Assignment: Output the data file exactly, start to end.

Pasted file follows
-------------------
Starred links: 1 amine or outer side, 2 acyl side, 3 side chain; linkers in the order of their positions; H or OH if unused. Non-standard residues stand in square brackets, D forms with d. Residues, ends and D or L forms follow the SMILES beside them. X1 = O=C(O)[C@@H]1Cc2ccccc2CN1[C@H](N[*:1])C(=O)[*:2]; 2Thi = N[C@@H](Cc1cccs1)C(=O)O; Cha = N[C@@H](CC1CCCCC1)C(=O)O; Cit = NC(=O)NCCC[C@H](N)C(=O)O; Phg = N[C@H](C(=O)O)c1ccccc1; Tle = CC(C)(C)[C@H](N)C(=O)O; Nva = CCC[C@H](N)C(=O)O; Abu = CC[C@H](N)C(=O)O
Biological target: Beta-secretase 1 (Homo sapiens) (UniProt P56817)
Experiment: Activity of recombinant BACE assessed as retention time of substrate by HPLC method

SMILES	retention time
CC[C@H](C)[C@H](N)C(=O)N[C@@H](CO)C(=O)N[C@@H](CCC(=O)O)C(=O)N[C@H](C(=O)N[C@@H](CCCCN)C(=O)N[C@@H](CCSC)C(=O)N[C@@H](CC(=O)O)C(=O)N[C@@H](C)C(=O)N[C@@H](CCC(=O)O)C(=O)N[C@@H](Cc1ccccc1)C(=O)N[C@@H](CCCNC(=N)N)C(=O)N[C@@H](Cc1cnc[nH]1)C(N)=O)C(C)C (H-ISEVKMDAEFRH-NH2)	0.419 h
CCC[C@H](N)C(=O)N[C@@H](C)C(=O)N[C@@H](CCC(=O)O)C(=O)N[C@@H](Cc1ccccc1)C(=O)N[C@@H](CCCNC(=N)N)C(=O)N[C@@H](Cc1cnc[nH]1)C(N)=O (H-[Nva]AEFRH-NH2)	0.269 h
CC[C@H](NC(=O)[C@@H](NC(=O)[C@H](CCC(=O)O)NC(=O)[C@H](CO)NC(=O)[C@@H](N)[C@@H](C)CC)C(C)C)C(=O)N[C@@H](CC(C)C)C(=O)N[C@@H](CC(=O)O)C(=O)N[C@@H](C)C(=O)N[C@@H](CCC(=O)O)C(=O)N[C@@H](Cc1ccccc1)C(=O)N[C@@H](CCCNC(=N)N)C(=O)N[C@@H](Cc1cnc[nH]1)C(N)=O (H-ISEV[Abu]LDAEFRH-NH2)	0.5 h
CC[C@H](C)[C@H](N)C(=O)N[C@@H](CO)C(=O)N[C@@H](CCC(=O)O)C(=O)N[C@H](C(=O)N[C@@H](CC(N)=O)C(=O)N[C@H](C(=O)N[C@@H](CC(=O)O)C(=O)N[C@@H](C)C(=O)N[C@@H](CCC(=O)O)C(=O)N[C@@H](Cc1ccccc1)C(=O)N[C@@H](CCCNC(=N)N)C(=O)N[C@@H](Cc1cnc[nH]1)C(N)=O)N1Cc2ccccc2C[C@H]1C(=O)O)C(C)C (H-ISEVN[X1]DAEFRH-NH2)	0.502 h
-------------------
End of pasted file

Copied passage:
Starred links: 1 amine or outer side, 2 acyl side, 3 side chain; linkers in the order of their positions; H or OH if unused. Non-standard residues stand in square brackets, D forms with d. Residues, ends and D or L forms follow the SMILES beside them. X1 = O=C(O)[C@@H]1Cc2ccccc2CN1[C@H](N[*:1])C(=O)[*:2]; 2Thi = N[C@@H](Cc1cccs1)C(=O)O; Cha = N[C@@H](CC1CCCCC1)C(=O)O; Cit = NC(=O)NCCC[C@H](N)C(=O)O; Phg = N[C@H](C(=O)O)c1ccccc1; Tle = CC(C)(C)[C@H](N)C(=O)O; Nva = CCC[C@H](N)C(=O)O; Abu = CC[C@H](N)C(=O)O
Biological target: Beta-secretase 1 (Homo sapiens) (UniProt P56817)
Experiment: Activity of recombinant BACE assessed as retention time of substrate by HPLC method

SMILES	retention time
CC[C@H](C)[C@H](N)C(=O)N[C@@H](CO)C(=O)N[C@@H](CCC(=O)O)C(=O)N[C@H](C(=O)N[C@@H](CCCCN)C(=O)N[C@@H](CCSC)C(=O)N[C@@H](CC(=O)O)C(=O)N[C@@H](C)C(=O)N[C@@H](CCC(=O)O)C(=O)N[C@@H](Cc1ccccc1)C(=O)N[C@@H](CCCNC(=N)N)C(=O)N[C@@H](Cc1cnc[nH]1)C(N)=O)C(C)C (H-ISEVKMDAEFRH-NH2)	0.419 h
CCC[C@H](N)C(=O)N[C@@H](C)C(=O)N[C@@H](CCC(=O)O)C(=O)N[C@@H](Cc1ccccc1)C(=O)N[C@@H](CCCNC(=N)N)C(=O)N[C@@H](Cc1cnc[nH]1)C(N)=O (H-[Nva]AEFRH-NH2)	0.269 h
CC[C@H](NC(=O)[C@@H](NC(=O)[C@H](CCC(=O)O)NC(=O)[C@H](CO)NC(=O)[C@@H](N)[C@@H](C)CC)C(C)C)C(=O)N[C@@H](CC(C)C)C(=O)N[C@@H](CC(=O)O)C(=O)N[C@@H](C)C(=O)N[C@@H](CCC(=O)O)C(=O)N[C@@H](Cc1ccccc1)C(=O)N[C@@H](CCCNC(=N)N)C(=O)N[C@@H](Cc1cnc[nH]1)C(N)=O (H-ISEV[Abu]LDAEFRH-NH2)	0.5 h
CC[C@H](C)[C@H](N)C(=O)N[C@@H](CO)C(=O)N[C@@H](CCC(=O)O)C(=O)N[C@H](C(=O)N[C@@H](CC(N)=O)C(=O)N[C@H](C(=O)N[C@@H](CC(=O)O)C(=O)N[C@@H](C)C(=O)N[C@@H](CCC(=O)O)C(=O)N[C@@H](Cc1ccccc1)C(=O)N[C@@H](CCCNC(=N)N)C(=O)N[C@@H](Cc1cnc[nH]1)C(N)=O)N1Cc2ccccc2C[C@H]1C(=O)O)C(C)C (H-ISEVN[X1]DAEFRH-NH2)	0.502 h